Test your toon-captioning mojo at The New Yorker's weekly caption-the-cartoon contest. (Rules here.) And you can browse The New Yorker's cartoon gallery here.

Wednesday, September 14, 2016

Quote of the day: And for this America should be grateful?

With every new poll that is released, I comfort myself with the knowledge that Donald Trump is not willing to put in the hours to be a competent authoritarian, which is cold comfort, I know, but you take what you can get.

That cannot be said of the next guy to try it, and there will be a next time, because the basic tectonic plates beneath our democracy have shifted so as to make the next guy inevitable.

- Charlie Pierce, who sees the fault as not being in The Media, but in our apathetic,lassitudinous selves.

No big, funny mammal analogies today.

Sunday, September 11, 2016

Sunday early afternoon toons: Lauer-ing the bar, monetizing the memory

The sad part is that, just as Trump will apparently never be able to blurt out something so toxic that he can't recover from it (assuming it doesn't increase his approval rating from the get-go), my guess is that Matt Lauer's terrible job as the overmatched host of the Commander in Chief forum last week will soon disappear down the memory hole. Using one third of his time with Clinton rehashing the asked-and-answered "questions" the emails? Ignoring the Dye-Blond Buffoon's lies, evasions, and inaccuracies? Pffft. Put Matt back on the Today show for a week and let him land that day's "get" – perhaps a collie who rescued a boy from a mine by running to town for the sheriff – and all will not only be forgiven, it'll be forgotten.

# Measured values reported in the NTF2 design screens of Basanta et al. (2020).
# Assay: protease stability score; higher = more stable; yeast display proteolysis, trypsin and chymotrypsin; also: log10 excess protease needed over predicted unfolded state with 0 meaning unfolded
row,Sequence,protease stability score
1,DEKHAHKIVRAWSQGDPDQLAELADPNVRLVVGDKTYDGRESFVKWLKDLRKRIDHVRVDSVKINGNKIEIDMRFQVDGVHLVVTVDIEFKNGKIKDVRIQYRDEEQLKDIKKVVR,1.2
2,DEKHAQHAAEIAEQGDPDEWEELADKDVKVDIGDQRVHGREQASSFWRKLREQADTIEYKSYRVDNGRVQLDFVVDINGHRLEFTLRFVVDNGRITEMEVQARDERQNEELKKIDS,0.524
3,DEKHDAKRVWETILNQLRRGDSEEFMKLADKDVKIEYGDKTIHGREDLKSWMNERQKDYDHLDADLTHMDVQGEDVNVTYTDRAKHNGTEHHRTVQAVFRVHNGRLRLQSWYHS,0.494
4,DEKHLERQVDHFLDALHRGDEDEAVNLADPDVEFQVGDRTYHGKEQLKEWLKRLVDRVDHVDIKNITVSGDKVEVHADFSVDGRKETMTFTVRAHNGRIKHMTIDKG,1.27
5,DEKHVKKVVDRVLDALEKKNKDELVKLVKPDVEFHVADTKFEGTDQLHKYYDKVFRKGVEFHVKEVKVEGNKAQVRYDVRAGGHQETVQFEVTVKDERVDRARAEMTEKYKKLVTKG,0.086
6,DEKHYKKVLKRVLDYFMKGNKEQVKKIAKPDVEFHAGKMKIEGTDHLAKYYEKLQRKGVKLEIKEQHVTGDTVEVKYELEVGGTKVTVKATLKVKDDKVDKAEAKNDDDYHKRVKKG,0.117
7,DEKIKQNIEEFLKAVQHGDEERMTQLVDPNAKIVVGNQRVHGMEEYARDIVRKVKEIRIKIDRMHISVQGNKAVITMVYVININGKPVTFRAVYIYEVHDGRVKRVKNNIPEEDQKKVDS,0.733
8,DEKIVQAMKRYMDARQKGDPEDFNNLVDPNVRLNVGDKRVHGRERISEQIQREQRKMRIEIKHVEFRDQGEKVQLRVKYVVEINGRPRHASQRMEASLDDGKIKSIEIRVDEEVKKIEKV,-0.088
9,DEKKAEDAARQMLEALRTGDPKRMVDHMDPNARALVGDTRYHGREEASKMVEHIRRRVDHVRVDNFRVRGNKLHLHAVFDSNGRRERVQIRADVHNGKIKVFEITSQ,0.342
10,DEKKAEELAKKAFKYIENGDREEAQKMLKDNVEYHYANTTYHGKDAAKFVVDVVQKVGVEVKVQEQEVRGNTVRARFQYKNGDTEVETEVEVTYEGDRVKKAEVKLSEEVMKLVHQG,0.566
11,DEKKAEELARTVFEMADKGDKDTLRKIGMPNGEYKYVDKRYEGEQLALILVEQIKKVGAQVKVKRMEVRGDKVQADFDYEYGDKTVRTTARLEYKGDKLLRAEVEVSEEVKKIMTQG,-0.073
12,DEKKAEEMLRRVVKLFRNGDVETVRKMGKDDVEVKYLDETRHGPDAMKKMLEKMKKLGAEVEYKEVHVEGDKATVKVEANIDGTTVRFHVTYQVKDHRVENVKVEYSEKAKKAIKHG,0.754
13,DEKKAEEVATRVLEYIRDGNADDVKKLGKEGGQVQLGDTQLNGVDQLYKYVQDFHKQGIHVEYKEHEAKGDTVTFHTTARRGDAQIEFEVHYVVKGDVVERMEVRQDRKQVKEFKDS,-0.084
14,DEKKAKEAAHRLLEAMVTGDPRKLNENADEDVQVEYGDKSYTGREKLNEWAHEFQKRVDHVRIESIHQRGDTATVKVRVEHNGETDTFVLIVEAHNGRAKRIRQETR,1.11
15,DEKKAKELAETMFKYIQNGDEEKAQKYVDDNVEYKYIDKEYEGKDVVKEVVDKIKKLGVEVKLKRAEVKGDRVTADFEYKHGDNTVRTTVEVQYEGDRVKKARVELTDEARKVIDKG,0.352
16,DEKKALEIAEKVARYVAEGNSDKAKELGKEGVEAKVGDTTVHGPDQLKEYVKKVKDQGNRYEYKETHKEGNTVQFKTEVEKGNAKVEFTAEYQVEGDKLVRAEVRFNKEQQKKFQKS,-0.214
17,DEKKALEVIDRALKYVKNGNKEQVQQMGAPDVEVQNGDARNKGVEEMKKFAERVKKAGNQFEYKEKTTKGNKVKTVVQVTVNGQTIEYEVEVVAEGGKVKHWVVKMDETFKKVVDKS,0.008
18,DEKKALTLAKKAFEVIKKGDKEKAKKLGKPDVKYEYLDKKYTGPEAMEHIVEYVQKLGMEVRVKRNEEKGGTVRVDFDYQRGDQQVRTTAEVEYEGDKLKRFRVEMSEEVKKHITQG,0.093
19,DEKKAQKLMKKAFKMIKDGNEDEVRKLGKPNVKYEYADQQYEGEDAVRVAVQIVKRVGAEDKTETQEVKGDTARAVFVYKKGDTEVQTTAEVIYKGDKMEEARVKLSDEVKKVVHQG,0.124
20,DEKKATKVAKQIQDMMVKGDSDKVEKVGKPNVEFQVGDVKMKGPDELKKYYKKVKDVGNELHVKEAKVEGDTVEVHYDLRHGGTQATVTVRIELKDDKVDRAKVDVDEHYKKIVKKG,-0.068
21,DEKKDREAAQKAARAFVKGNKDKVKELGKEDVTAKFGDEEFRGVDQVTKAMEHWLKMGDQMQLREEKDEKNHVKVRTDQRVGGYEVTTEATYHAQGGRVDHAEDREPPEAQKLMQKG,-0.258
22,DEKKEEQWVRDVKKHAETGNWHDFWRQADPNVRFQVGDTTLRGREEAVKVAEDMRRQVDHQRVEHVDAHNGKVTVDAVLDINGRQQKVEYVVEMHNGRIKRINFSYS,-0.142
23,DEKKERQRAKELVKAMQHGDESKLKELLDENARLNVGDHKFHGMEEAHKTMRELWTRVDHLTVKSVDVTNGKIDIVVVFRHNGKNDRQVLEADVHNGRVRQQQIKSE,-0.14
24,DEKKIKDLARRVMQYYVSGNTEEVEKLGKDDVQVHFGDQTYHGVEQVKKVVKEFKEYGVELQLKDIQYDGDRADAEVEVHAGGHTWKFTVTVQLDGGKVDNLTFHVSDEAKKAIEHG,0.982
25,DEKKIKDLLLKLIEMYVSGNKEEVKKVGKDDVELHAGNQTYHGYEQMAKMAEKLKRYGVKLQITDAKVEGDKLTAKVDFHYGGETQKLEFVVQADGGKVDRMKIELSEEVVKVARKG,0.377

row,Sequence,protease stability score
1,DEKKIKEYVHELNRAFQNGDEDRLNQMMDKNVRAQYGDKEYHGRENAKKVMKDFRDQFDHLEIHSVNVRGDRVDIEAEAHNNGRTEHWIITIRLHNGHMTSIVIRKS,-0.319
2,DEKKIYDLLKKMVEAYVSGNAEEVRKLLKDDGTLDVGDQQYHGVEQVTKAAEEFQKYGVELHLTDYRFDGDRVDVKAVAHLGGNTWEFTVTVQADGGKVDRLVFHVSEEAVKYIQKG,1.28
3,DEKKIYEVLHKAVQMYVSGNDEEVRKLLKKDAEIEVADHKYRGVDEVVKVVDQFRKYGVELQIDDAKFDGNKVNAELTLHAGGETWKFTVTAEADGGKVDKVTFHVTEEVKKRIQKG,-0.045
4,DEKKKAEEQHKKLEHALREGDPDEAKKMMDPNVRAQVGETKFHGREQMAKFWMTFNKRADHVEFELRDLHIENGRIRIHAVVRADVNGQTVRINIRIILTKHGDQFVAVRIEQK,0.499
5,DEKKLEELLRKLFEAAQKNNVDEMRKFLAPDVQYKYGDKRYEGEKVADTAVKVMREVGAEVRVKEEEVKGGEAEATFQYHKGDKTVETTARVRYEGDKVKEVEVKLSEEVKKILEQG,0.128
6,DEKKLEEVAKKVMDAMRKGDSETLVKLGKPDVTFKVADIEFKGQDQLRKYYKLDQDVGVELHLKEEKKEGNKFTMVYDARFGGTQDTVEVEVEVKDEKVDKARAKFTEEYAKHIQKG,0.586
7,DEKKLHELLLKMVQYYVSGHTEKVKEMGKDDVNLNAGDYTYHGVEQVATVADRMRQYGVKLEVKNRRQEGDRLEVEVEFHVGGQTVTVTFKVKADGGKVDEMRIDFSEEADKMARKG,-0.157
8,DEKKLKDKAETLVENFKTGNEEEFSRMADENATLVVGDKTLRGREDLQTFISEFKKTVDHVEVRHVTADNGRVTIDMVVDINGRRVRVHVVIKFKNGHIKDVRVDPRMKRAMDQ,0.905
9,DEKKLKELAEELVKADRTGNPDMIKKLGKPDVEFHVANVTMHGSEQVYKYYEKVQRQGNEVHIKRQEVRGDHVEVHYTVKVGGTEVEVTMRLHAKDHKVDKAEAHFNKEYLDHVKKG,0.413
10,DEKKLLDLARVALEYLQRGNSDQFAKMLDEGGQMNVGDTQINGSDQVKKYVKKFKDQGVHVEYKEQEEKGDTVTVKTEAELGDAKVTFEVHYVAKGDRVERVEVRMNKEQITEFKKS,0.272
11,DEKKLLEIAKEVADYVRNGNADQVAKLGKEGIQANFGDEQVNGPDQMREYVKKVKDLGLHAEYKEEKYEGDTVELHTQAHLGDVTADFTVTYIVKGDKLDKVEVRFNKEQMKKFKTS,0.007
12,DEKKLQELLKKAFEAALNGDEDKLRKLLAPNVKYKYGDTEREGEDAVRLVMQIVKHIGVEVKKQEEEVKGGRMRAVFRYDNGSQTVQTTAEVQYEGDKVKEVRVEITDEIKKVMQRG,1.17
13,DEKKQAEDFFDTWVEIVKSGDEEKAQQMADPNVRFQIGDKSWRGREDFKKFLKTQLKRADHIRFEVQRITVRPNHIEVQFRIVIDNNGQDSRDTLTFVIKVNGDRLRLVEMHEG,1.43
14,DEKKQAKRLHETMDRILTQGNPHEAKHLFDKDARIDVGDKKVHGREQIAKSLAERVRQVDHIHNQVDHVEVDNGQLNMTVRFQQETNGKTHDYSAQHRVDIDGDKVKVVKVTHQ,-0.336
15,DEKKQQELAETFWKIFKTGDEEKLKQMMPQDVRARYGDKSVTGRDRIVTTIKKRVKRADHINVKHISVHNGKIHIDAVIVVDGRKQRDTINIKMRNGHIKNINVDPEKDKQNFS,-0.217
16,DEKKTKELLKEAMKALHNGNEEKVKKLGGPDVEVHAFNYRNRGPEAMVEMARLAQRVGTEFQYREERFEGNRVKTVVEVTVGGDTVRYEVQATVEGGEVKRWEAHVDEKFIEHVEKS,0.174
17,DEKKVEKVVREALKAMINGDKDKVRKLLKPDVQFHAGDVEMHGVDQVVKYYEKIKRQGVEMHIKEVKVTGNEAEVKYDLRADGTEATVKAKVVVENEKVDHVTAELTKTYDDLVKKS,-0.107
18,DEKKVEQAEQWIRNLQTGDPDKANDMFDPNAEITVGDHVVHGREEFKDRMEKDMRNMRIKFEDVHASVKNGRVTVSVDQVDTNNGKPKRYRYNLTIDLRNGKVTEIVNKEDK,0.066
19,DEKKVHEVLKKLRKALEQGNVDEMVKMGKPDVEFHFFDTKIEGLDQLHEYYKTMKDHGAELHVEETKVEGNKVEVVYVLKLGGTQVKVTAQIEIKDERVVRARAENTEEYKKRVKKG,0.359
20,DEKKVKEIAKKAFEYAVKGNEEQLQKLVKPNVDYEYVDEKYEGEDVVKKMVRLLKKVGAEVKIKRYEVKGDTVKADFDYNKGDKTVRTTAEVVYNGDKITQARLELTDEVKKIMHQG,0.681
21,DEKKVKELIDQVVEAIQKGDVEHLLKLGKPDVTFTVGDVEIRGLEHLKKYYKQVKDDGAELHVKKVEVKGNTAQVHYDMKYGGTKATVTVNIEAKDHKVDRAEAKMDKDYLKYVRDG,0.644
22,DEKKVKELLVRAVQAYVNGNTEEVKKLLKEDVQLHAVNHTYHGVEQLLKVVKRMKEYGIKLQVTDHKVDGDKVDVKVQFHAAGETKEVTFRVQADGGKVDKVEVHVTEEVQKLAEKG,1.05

And, for the record, I'm with Brother Pierce: I object to calling it the "Commander In Chief Forum," because the country is slowly but surely coming to think that the Presidency has no other function, and that being CinC makes the president the boss of me. (Spoiler: Nope.) And, although Pierce doesn't mention this himself, I object to the symbolism of holding it on an aircraft carrier. Have we really forgotten the last time a big press draw like this was held on an aircraft carrier? A Facebook commenter said yeah, but what about veterans' issues, to which I should have replied (but didn't, alas) that Veterans' Affairs is a cabinet post (hence, part of the Executive branch), not a wartime responsibility of the CinC, and so we don't need the invocation of the latter role to expect presidential candidates to answer policy questions on the topic. If I really wanted gratuitous military symbolism, I'd be watching an NFL game right now. Unfortunately, I imagine the CinC Forum is here to stay as a part of the presidential election ritual.